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IcoNYC II - Chrafael Building

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The mix between the 20th and 21st centuries continues. A very particular contrasting union in this case, because two iconic buildings of the New York skyline merge: the Chrysler Building, by William Van Alen, and the skyscraper designed by Rafael Viñoly at 432 Park Avenue.

Both buildings are immediately recognizable, even from a distance, for their unique, and opposite at the same time, characteristics: the Chrysler Building, a fully Art-Deco building, with elaborate ornaments and a distinguishable style and profile, merges with the building by Viñoly, an example of absolute simplicity and essential lines, that can reminds geometrically and ironically the “Monumento Continuo” by Superstudio in the 60s…

With the initial intention to be the world's tallest building, the Chrysler Building remained so for only eleven months until it was surpassed by the Empire State Building in 1931. It is a classic example of the Art Deco style, from the street to its terraced crown. Interior and exterior alike it is admired for its distinctive ornamentation based on features that were also found on Chrysler automobiles at the time.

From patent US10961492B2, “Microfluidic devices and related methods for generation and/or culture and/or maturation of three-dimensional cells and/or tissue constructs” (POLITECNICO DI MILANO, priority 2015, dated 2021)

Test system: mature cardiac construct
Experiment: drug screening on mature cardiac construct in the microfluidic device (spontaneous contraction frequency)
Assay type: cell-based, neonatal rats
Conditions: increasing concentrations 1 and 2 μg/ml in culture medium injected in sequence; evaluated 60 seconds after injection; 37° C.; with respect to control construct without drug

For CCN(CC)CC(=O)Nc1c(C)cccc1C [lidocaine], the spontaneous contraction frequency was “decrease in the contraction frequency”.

The white and dark gray brickwork of the facade emphasizes the horizontality of the rows of windows. The stepping spires are made of stainless steel with a stylized sunburst motif, and sit just above a series of gargoyles that depict American eagles which stare out over the city.

On the other hand Rafael Viñoly Architects’ residential and mixed-use tower is a slender volume that marks the geometric center of the skyline. The project consists of residences on middle and upper levels and common spaces distributed throughout the lowest levels.
432 Park Avenue is an expression of the extraordinary qualities of the Manhattan grid and its design exploits these parameters. A regular grid of exposed concrete members creates a facade made by oversized windows 10x10 feet, that creates an open basket within which seven “independent buildings” stack up, separated by spaces within which the building cores are exposed to the outdoor elements. These breaks allow for deflection of wind pressures and help the 425 meter-tall building achieve structural stability.
The lowest section of the tower is totally devoted to the amenities provided exclusively for the residents.


- Limited Edition of 100 (40x65 cm version).
- Print sizes 20x35 - 30x50 - 40x65 cm
- Giclée print.
- Certificate of authenticity.
- Ready to frame.
- Delivery within 7 days.

Giclée art printing papers
Hahnemühle German Etching - This heavyweight paper has a slightly warm base tone and a strong mottled texture. It creates a print with strong colours and deep blacks that feel rich and high in contrast. This is due to the texture of the paper enabling it to hold more ink and capture the light. The German Etching is one of the heavier weight Giclée art printing papers. With its weight and strong texture this paper gives an artwork a handmade crafted feel. Hahnemüle German Etching is a robust Giclée paper, meaning it doesn’t tend to fray as much at the edges.

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